In our previous MOC-etomidate infusion studies in rats, we found that MOC-ECA poorly penetrated the blood–brain barrier but nevertheless reached a CSF concentration that was twice that present in the blood (2500 ± 110 μM).10 We concluded that most of this MOC-ECA was formed from MOC-etomidate that had diffused across the blood–brain barrier and was then metabolized in situ by esterases present in central nervous system tissues (e.g., brain). Once formed within the central nervous system, such MOC-ECA was trapped there for a prolonged period of time because it was charged at physiologic pH. It was within this context that we measured CPMM-CA concentrations in the CSF during and after 2-hour CPMM infusions. On the basis of those studies with MOC-etomidate, we had expected that the CPMM-CA concentration in the CSF would similarly be approximately twice that present in the blood (i.e., ~50 μM). However, we found no quantifiable CPMM-CA in the CSF at any time point during the study (data not shown). This implies that even with infusions of CPMM lasting 2 hours, the CPMM-CA concentration in the CSF was below our 0.7 μM limit of quantitation.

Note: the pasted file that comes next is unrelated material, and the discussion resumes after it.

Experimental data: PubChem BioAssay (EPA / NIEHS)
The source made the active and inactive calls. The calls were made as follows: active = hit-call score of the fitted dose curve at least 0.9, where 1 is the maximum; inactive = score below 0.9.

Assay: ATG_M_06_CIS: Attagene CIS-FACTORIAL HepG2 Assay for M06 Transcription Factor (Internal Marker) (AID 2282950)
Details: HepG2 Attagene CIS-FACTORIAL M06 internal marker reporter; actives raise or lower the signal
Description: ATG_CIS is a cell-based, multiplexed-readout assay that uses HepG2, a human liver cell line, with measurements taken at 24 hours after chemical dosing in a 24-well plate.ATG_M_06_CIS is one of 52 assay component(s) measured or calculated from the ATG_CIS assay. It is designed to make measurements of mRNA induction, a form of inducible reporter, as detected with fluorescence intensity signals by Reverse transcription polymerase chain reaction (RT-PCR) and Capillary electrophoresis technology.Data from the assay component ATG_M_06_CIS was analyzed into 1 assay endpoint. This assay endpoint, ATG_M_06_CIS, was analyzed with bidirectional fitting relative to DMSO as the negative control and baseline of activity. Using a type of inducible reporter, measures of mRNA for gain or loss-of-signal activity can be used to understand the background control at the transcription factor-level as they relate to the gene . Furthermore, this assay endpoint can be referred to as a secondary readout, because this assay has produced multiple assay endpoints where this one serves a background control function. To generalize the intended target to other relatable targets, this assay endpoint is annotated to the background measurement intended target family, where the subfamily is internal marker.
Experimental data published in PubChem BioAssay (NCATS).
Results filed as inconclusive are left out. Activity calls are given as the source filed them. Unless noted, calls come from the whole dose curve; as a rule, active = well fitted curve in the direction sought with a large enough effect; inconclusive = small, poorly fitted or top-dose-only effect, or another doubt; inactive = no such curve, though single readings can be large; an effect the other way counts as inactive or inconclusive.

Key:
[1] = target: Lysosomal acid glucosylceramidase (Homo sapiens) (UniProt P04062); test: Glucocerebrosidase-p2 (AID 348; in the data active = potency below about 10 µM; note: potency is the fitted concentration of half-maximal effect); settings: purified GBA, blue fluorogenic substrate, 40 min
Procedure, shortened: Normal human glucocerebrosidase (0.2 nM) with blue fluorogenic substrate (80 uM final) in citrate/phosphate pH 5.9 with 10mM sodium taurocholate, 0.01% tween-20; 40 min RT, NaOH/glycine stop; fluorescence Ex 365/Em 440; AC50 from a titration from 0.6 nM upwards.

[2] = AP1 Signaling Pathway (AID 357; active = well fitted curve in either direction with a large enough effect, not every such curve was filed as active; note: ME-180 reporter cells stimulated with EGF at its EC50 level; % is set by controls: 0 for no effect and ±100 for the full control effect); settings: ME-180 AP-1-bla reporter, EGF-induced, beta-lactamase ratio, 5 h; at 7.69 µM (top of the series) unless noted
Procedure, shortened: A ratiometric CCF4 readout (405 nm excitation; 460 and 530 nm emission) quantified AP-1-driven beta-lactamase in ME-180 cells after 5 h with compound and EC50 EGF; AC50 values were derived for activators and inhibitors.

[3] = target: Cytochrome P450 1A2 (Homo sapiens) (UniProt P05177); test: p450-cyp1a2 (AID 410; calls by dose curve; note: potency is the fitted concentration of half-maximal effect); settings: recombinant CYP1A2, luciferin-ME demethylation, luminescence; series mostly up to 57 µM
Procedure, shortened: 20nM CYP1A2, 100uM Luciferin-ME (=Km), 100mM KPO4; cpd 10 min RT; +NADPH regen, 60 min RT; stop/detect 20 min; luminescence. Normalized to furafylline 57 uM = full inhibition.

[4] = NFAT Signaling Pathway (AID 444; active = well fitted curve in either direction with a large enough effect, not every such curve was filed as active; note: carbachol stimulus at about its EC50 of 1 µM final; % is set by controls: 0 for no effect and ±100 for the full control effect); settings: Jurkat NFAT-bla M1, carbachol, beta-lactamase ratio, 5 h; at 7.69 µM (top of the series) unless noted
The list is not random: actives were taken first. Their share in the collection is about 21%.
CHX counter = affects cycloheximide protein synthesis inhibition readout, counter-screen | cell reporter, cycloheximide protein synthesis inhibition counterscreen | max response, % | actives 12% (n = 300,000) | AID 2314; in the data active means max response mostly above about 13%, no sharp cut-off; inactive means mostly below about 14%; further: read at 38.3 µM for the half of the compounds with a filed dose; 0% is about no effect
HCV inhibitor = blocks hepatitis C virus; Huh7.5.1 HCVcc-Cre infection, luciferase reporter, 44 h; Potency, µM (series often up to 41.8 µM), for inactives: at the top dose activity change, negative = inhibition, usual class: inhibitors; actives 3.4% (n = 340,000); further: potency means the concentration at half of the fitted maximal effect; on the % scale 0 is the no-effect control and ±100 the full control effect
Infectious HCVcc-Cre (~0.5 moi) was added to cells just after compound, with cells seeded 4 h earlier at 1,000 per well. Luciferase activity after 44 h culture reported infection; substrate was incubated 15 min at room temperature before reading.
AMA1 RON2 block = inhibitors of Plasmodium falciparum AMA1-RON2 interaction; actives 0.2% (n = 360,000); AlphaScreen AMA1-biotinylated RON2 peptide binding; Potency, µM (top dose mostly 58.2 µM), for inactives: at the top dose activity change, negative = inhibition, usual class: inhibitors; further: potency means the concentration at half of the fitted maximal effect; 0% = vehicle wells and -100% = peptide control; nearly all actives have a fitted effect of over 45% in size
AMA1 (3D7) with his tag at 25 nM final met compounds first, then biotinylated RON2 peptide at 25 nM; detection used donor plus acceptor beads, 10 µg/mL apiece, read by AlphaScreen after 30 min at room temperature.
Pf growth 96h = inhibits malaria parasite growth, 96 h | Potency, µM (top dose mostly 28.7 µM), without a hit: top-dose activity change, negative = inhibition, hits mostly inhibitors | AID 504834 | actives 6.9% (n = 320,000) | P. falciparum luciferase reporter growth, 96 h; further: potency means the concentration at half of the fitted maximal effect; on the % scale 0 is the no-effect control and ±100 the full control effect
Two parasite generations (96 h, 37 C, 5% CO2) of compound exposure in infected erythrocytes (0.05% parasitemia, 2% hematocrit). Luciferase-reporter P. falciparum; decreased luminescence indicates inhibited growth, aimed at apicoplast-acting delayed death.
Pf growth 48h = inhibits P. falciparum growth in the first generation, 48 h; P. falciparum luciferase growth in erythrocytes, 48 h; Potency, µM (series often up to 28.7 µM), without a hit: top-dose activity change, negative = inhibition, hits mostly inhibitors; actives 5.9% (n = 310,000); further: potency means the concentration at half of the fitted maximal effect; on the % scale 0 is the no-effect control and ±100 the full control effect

Metabolic Half-Lives in Brain Tissue: MOC-Etomidate Versus CPMM
The unexpectedly low levels of CPMM-CA in the CSF led us to hypothesize that CPMM is metabolized more slowly than MOC-etomidate by esterases within the central nervous system, and, therefore, less of its metabolite accumulates there. To test this hypothesis, we compared the rates with which the 2 hypnotics were metabolized by rat brain tissue homogenate. Figure 6 shows that CPMM was metabolized significantly more slowly than MOC-etomidate with half-lives of 1414 (99% CI, 997–2,427 minutes) and 96 minutes (99% CI, 92–101 minutes), respectively.